Have you ever wondered how to get the best results in a negotiation? Both parties come to the table with their needs and both want what they want. It can be easy to get flustered during the process. The key to a successful negotiation is to weigh all of your options fully so that you can be as prepared as possible.
Enter MESO’s Method:
MESO stands for Multiple Equivalent Simultaneous Offers. The theory behind MESOs is to give the other party multiple options to choose from that are all equivalent from your standpoint. This approach to negotiation is not only backed up by academic research, it tends to feel a lot less stressful in high-stakes negotiations.
Here’s how you create MESOs:
Scenario: You’re the CEO of a growing music company and you’re making a job offer to a VP of sales candidate. You could do it the standard way with a single offer, or you could try giving the candidate multiple options, or MESOs.
1. Create a list.
Make a list of all the issues that matter to both parties. For the job offer, let’s say the variables that matter to both sides are salary, commission, equity and vacation time. (There may be other variables, like the size of the sales team budget, but let’s keep this simple for the sake of this example.)
2. Weigh each option.
Estimate how important these issues are for each party. From your interviews, you gather that the VP of sales candidate really values “upside” from equity and commission but also supports a family and needs a healthy salary. You’re guessing they’re less concerned with vacation time. On your end, let’s say you care about managing cash (i.e. needs to keep a lid on salary), maintaining a “work hard” culture (i.e. has a bias against too much vacation) and achieving valuation milestones for investors (i.e. is open to being generous with commission and equity if it’s tied to results).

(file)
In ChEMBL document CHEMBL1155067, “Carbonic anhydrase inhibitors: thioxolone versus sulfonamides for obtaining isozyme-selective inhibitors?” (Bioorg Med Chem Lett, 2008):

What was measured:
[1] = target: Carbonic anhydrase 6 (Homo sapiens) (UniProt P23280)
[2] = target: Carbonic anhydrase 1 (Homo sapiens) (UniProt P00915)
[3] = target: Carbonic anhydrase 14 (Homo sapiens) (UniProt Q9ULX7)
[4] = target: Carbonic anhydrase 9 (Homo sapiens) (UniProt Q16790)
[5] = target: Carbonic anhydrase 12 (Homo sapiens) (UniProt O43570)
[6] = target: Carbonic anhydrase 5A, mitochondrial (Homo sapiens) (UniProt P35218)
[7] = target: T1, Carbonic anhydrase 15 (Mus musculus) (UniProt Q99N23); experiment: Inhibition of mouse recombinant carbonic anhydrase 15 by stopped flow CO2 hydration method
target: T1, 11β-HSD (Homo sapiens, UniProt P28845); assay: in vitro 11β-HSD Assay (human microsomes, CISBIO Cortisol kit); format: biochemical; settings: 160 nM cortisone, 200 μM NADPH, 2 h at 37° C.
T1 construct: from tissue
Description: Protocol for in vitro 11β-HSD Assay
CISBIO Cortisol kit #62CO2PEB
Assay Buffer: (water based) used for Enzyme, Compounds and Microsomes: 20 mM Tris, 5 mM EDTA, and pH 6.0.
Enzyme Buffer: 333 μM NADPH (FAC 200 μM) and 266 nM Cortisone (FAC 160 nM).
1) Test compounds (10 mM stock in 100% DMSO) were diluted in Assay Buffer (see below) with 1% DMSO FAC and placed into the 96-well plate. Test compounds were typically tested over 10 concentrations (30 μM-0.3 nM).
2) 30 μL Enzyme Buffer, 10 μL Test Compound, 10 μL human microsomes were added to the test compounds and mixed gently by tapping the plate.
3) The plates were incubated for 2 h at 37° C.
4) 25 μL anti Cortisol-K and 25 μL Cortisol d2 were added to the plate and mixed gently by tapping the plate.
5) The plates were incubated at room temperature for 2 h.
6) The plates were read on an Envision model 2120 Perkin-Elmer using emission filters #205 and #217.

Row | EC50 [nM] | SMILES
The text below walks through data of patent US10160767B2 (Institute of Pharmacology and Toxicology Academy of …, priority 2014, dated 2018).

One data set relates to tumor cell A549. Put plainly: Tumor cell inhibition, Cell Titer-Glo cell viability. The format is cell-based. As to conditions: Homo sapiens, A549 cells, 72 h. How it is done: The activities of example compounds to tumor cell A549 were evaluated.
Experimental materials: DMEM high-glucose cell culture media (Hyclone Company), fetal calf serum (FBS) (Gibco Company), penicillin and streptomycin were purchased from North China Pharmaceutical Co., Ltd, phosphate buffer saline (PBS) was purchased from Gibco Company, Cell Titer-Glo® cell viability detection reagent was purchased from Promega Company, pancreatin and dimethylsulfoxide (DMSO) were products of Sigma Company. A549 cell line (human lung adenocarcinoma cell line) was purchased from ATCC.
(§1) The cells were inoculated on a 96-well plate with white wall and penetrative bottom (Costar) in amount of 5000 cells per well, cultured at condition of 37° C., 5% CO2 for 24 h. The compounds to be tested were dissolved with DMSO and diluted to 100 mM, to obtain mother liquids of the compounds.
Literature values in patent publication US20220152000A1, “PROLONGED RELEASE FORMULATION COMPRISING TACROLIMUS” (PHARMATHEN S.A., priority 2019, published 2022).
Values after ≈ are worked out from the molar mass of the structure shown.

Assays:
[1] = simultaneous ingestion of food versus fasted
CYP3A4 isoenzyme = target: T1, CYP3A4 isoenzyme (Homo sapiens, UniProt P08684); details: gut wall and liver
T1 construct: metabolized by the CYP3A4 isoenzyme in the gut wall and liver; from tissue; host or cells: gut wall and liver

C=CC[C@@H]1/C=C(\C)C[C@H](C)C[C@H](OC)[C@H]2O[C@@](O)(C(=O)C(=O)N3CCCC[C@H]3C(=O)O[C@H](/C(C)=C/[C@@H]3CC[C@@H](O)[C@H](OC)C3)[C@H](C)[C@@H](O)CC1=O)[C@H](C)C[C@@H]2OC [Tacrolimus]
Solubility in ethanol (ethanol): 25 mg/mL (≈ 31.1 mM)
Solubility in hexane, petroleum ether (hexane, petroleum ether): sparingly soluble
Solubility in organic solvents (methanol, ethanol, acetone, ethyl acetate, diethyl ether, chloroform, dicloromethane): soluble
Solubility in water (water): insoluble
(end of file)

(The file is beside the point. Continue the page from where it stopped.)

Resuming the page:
3. Think about alternatives.
Identify realistic possible alternatives for each issue. Given these preferences, let’s imagine the realistic alternatives for equity are 1 percent, 2 percent or 3 percent of company shares (with four-year vesting of course) depending on the rest of the package. For vacation time, the alternatives are the standard two weeks vacation, with the possibility for three or four weeks if that were important to the candidate, which it isn’t in this case. Let’s say there are a two or three alternative salaries and commission structures, too.
4. Narrow down the choices.
Finally, create three alternative offers that would be compelling to the other party and are mutually equivalent from your standpoint. For example, one compensation package might include 3 percent equity but with a lower salary, standard vacation time, and moderated commission structure. Another might include 2 percent equity with a medium salary, standard vacation time and a generous commission structure. The third might include 1 percent equity with standard vacation time, as rich a salary as you can afford, and a generous commission plan.
That’s how you create the plan! This might seem belabored, but there are a number of benefits to this approach. The MESO technique makes you appear more flexible, increases the overall odds of reaching an agreement and makes it easier to collect information about the other side’s preferences. By offering three alternatives instead of one, you powerfully frame where there are trade-offs. Plus, the process of creating MESOs forces you to do your homework in evaluating and prioritizing all the issues.